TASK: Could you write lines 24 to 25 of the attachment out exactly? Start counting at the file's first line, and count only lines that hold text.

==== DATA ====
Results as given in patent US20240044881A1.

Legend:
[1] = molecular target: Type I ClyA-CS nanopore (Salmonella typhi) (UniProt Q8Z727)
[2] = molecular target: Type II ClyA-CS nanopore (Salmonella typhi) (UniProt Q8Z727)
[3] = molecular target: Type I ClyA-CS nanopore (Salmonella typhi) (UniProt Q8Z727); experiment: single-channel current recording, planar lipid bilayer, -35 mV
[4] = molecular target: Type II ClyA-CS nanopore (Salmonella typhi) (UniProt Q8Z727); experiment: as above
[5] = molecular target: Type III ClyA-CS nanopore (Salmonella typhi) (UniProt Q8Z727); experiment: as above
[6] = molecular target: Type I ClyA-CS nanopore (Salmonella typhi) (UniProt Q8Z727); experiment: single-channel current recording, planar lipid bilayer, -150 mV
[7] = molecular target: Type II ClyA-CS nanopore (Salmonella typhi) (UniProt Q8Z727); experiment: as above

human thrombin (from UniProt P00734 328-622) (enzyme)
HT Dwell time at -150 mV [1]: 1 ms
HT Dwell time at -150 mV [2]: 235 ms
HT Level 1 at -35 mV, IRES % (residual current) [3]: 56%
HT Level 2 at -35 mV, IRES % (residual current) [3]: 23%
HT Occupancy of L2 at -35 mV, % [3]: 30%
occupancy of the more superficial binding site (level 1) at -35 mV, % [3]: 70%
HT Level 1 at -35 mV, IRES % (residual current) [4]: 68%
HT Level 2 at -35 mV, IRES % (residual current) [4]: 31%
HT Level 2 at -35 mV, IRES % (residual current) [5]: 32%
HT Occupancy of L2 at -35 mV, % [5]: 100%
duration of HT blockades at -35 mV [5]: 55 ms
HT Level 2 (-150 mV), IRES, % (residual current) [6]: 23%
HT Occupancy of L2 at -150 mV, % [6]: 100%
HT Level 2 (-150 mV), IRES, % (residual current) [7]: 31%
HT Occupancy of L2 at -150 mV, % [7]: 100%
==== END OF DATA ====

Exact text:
HT Level 2 (-150 mV), IRES, % (residual current) [7]: 31%
HT Occupancy of L2 at -150 mV, % [7]: 100%